On the other hand, when the 1,400-ton chiller was operated at the 400-ton load point, the most efficient ECWT was 60°F. This curve has not developed an asymptote; power draw is still pointed downward at 60°F, implying that colder ECWT will decrease energy consumption. However, the chiller manufacturer would not allow operation of the chiller below 60°F ECWT.

Also, when the 750-ton VFD-equipped chiller was operated at the 700-ton load point, it was most efficient at an ECWT of 70°F—another asymptotic curve. At the 400-ton load point, it was most efficient at a load point of 400 tons but has not yet reached an asymptote curve.

Plotting sensitivity

The sensitivity of the two chillers’ energy use was plotted as a function of ECWT and load point of the chiller. Data for both chiller sizes is shown graphically in Figure 2. Note the differing shape of the curves, implying that the VFD-controlled 750-ton chiller is much more efficient at part-load operation points. For each 1°F decrease in ECWT, the power draw of the VFD-controlled chiller decreases 2%, while power draw of the other chiller decreases 1%.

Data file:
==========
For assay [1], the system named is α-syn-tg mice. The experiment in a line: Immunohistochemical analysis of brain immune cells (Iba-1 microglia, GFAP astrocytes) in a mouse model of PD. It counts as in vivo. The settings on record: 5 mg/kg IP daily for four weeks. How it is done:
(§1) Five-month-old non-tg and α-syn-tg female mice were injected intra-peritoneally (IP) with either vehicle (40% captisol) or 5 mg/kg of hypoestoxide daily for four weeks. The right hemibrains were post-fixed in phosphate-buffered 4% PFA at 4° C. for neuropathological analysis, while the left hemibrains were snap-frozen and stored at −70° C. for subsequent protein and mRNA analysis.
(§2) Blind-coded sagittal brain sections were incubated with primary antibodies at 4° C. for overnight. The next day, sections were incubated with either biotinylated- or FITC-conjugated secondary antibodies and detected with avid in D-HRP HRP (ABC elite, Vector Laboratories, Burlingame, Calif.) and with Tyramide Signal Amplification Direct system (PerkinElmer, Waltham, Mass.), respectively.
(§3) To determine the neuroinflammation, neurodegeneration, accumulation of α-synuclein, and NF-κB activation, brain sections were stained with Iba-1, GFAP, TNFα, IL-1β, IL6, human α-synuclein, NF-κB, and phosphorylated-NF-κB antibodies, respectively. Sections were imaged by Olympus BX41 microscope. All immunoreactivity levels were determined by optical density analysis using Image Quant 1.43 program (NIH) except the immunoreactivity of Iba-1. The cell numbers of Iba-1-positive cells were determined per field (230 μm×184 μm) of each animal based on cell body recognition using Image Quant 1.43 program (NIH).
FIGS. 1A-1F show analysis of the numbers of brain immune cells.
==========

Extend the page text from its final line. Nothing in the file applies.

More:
Finally, all data was summarized to generate the three reset schedules given in Figure 3. The curve that is marked “most efficient” shows an increase in the ECWT at the 72.5°F load point, because one goes from two 1,400-ton chillers operating at 52% load to one 1,400-ton chiller operating at 90% load. The reset schedule based on OA temperature requires only information on OA temperature, whereas the “most efficient” reset schedule requires load feedback on each chiller’s load point, a more expensive controls modification.